Four Tips for a Strong Job Posting

A strong job posting is a crucial part of an organization’s hiring process. As the economy improves, organizations are growing more concerned with attracting and retaining talent. In a 2015 study, Travelers created a Business Risk Index Summary. This study found that organizations were more concerned with talent acquisition then they had been the previous year. 53% of businesses surveyed said they worried about attracting talent. Additionally, 14% of organizations felt that organizations were not prepared to cope with the challenges presented by employee acquisition and retention.

Attracting the right employees takes planning, but is something any organization can do. Here are three tips for more effective job postings.

1. Make Sure the Job Title is Descriptive found that job titles that were descriptive, such as “Marketing and Events Coordinator”, got significantly more traffic than those with less descriptive names, such as “Marketing II”. Make sure the job title both accurately represents the position and avoids generic labels.

2. Have a Realistic and Thorough Job Description

Make sure the job description makes it clear what you expect from a strong applicant, including qualifications, certifications, or availability. The description should include the tasks that the hired candidate will perform on the job.

If you’re looking to hire a person who can lift 200 lbs, be aware that some organizations often use “feminine” language when creating certain job postings. Words like “nurturing” and “caregiving” are often at the forefront, which may not be the image you’re looking to project.

Similarly, avoid emphasizing education or experience requirements unless they are necessary to the position.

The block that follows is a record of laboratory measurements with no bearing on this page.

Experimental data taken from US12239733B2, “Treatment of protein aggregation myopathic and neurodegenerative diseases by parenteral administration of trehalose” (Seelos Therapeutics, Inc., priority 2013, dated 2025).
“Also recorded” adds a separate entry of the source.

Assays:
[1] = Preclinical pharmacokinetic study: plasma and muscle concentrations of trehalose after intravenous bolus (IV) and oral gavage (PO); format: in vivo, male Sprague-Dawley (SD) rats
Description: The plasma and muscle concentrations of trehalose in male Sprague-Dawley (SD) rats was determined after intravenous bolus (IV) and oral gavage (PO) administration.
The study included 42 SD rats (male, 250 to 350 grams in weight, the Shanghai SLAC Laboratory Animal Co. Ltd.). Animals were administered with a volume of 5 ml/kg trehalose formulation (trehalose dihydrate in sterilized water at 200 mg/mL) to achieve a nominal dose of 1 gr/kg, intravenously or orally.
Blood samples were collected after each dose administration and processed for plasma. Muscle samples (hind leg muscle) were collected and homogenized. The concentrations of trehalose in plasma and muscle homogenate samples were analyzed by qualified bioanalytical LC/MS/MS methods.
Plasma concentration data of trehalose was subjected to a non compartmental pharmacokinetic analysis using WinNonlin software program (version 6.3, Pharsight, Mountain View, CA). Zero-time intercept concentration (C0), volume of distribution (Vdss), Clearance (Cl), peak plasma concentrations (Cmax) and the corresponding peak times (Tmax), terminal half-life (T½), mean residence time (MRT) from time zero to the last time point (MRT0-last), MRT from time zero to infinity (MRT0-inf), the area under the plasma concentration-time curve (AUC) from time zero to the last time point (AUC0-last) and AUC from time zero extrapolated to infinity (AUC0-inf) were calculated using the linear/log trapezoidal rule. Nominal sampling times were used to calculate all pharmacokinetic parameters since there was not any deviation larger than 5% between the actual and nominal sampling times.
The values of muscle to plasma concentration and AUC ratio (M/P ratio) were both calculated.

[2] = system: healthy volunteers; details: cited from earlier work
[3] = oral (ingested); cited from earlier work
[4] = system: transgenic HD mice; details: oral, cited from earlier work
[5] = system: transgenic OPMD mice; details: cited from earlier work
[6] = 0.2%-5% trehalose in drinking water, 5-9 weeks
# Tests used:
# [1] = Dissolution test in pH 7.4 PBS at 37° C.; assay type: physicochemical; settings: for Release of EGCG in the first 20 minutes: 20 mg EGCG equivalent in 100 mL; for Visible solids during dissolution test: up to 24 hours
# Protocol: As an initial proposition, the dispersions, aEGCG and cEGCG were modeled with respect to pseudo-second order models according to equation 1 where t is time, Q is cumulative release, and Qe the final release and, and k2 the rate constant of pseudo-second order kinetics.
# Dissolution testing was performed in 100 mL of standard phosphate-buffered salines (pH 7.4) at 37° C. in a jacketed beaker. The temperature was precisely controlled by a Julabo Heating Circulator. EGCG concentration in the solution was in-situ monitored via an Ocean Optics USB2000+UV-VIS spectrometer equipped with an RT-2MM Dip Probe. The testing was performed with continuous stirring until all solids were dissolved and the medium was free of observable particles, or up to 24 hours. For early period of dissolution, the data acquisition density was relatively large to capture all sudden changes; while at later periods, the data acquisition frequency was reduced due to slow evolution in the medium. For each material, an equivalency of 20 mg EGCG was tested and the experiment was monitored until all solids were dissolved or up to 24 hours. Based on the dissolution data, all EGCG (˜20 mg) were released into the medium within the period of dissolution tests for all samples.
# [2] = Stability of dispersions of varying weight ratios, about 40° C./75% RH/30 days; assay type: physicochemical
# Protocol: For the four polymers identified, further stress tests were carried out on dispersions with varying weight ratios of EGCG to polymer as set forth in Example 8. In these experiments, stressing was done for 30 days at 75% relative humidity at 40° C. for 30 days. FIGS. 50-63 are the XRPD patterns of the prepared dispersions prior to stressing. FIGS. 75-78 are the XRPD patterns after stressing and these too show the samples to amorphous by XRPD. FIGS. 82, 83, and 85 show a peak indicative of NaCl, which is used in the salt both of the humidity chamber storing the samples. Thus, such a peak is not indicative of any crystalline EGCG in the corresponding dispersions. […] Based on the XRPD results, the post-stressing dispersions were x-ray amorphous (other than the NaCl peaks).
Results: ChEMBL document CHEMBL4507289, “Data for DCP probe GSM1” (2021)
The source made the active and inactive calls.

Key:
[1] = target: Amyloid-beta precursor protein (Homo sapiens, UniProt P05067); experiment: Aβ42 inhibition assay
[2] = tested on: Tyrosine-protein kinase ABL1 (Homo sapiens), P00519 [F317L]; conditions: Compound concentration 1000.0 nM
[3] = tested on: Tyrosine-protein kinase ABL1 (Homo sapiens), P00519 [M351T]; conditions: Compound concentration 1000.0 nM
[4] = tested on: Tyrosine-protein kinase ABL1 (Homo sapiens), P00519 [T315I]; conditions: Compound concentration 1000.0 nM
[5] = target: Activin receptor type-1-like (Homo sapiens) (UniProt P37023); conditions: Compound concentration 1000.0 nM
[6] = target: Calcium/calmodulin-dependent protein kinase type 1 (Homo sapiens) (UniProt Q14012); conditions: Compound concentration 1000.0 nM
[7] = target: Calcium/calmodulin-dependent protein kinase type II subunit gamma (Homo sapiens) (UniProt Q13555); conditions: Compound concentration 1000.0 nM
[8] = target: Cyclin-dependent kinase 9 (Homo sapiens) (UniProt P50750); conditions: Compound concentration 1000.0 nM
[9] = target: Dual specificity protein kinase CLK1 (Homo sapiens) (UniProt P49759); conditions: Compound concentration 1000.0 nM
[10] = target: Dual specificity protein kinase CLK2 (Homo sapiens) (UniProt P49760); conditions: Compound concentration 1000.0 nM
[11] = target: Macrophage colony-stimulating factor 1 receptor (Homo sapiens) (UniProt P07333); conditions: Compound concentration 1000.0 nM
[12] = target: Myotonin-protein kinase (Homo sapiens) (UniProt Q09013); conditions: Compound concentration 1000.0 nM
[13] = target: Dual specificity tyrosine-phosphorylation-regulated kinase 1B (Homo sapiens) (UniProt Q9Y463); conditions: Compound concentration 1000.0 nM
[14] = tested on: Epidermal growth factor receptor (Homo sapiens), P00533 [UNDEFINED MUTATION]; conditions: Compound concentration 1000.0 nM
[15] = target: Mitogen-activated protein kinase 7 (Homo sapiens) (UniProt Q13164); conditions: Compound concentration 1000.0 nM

3. Make the Online Submission Process Simple

Be clear about required materials, including information on resume format, references, or salary requirements. Make it as easy as possible to submit (ex. allow attachments instead of requiring employees to fill out an online form with information redundant to their resume).

4. Mention Any Non-Pay-Related Perks of the Job

Make sure the post presents your organization in a favorable light and gives the applicant a good idea of company culture.

Pay is not the only factor for employees when considering a job (or changing jobs). If your organization allows flexible schedules, the ability for employees to apply for opens shifts internally, or a strong benefits package, be sure to emphasize those facts in the job posting.

Illinois Blocks Funding for Overtime

Home care workers in Illinois will no longer be allowed to work overtime, after Governor Bruce Rauner vetoed Senate Bill 261 on Friday, January 27.

The bill would have prohibited Illinois from limiting the number of weekly hours worked by individual providers. The Illinois Department of Human Services (IDHS) attempted to address overtime being worked by individual providers in the aftermath of a ruling granting overtime and minimum wage protections to home care workers. Ultimately, the agency took into account the safety of the workers in the taxpayer-funded Home Service Program as well as the increase in costs for agencies that resulted from the original ruling. IDHS has proposed policy that would allow overtime in “appropriate circumstances” and allow the state to put limits on overtime hours.

While Illinois is restricting overtime in an effort to curb state spending, other states are grappling with new policies that are adding costs to providers. Policies in Maine and California are having a more positive impact on care workers, but not so much on agencies.

California recently passed an increase to $15 per hour by 2022 in addition to adding three more sick days for in-home care workers. Maine’s minimum wage will increase to $12 per hour by 2020.